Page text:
The hanging cord is made from a knitted tube made using the double bed machine. This was turned inside out, stuffed with a soft braid and then knotted. The wooden shape has been covered with a fatter knitted tube which has been steamed to fit the curved shape. The ruff and skirt are knitted using methods described in my pattern.
Tassels are great fun to make on the knitting machine and are so quick and easy. I hang them all over our house, on hooks and handles on doors, on furniture, and with a long cord tied in a special knot as a tieback.
I have developed a way of making tassels on the knitting machine using some of my huge stash of machine knitting yarns that I have acquired over more than 20 years of machine knitting.
The type I have concentrated on are those constructed on a wooden form and all 4 parts - the skirt, hanging cord, ruff and covering the wooden form involve the use of the knitting machine in some way.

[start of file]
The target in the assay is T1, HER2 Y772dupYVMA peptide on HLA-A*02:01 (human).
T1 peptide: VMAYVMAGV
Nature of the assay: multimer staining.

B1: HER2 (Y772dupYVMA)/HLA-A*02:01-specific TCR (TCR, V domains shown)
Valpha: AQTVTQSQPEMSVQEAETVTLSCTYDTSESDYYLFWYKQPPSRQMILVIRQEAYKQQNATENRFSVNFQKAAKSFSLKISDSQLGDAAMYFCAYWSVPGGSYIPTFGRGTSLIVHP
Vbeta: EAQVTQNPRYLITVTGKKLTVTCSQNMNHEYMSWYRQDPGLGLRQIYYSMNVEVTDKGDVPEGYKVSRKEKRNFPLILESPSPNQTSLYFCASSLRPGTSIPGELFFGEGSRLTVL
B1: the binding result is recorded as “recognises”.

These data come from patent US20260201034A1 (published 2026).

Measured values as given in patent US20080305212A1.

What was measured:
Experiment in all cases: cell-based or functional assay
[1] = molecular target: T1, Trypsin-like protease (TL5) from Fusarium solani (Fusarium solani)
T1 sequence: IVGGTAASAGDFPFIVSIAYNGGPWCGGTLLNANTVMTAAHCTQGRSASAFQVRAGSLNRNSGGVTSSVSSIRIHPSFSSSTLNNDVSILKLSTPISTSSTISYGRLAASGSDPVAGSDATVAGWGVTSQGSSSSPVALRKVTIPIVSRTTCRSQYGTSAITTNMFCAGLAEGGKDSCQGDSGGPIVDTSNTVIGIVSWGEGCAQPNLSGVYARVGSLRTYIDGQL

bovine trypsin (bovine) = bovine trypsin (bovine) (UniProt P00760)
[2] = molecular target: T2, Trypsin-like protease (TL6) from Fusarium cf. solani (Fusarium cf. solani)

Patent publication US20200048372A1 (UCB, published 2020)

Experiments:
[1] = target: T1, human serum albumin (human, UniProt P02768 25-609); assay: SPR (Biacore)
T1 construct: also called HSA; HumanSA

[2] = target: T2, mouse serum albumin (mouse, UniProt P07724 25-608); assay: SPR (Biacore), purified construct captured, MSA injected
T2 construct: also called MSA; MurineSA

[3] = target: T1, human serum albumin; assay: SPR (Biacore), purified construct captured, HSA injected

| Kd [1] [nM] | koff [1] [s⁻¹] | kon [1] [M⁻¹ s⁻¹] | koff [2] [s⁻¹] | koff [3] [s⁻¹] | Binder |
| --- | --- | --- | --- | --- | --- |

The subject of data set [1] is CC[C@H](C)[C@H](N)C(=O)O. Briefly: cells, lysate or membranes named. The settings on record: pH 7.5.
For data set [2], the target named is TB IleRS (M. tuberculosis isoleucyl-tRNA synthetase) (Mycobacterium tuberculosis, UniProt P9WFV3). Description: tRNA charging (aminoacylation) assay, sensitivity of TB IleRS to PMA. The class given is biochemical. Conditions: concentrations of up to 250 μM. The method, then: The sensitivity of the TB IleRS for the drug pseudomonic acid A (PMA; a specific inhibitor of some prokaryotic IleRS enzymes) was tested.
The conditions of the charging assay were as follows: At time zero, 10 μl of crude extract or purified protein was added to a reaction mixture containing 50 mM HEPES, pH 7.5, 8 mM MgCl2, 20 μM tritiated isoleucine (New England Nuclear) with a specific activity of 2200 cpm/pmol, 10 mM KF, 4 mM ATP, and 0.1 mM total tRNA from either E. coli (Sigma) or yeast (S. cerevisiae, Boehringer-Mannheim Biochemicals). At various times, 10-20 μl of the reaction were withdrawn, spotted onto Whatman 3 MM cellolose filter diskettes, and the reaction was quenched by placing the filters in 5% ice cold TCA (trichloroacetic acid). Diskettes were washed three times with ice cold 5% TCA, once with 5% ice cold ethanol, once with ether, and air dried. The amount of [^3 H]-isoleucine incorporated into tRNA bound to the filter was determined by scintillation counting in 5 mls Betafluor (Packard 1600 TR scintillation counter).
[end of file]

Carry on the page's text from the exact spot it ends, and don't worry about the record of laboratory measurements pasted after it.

I use almost every type of yarn, and most are successful - even yarns that are not suitable for knitting, like those that twist badly, are shaded through the cone or have endless knots! I tend to choose the yarns by colour rather than type, and of course I try not to have to buy any more. My yarn shelves are full! It's easy to co-ordinate the tassel with the colours in your room.
You can use one yarn on it's own or use twenty or more within one tassel
I made this tassel using colours found in the printed fine curtain in our bathroom. The ruff is made from gathering viscose knitting ribbon on to cord elastic. Can also be used a hair scrunchie. Instructions to make the adjustable knot on the hanging cord are included in my pattern.
Traditionally, to cover the wooden forms, they are wrapped with "gimp".
This is available online in a wide choice of solid colours, either in skeins or cones.
Space dyed gimp in 10 metre skeins is available from Stef Francis (Devon UK) in a fantastic range of colours.